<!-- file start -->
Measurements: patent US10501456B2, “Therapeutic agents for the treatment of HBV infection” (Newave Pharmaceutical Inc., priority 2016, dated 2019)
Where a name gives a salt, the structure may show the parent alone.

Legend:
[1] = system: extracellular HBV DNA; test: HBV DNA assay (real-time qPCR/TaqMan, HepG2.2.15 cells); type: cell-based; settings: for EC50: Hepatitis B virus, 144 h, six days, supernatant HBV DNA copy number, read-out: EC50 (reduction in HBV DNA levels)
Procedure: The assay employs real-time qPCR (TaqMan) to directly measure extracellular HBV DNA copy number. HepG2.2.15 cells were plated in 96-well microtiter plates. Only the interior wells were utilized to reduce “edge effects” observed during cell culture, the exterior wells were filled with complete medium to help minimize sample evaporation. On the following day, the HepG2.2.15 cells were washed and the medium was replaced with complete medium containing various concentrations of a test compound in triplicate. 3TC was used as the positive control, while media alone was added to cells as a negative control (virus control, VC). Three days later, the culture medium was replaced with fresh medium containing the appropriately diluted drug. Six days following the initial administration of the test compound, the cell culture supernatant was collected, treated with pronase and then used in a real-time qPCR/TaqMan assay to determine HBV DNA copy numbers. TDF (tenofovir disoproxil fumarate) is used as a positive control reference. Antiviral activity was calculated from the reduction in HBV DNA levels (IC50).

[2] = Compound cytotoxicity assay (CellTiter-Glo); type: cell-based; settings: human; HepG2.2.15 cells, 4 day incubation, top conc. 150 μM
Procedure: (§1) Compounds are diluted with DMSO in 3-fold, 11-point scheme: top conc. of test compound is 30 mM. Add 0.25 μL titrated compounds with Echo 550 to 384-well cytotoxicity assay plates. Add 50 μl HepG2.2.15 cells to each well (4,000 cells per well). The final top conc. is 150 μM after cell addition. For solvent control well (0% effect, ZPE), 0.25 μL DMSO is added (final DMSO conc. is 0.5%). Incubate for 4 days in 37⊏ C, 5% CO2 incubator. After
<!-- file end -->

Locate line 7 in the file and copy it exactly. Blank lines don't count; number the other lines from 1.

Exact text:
Procedure: (§1) Compounds are diluted with DMSO in 3-fold, 11-point scheme: top conc. of test compound is 30 mM. Add 0.25 μL titrated compounds with Echo 550 to 384-well cytotoxicity assay plates. Add 50 μl HepG2.2.15 cells to each well (4,000 cells per well). The final top conc. is 150 μM after cell addition. For solvent control well (0% effect, ZPE), 0.25 μL DMSO is added (final DMSO conc. is 0.5%). Incubate for 4 days in 37⊏ C, 5% CO2 incubator. After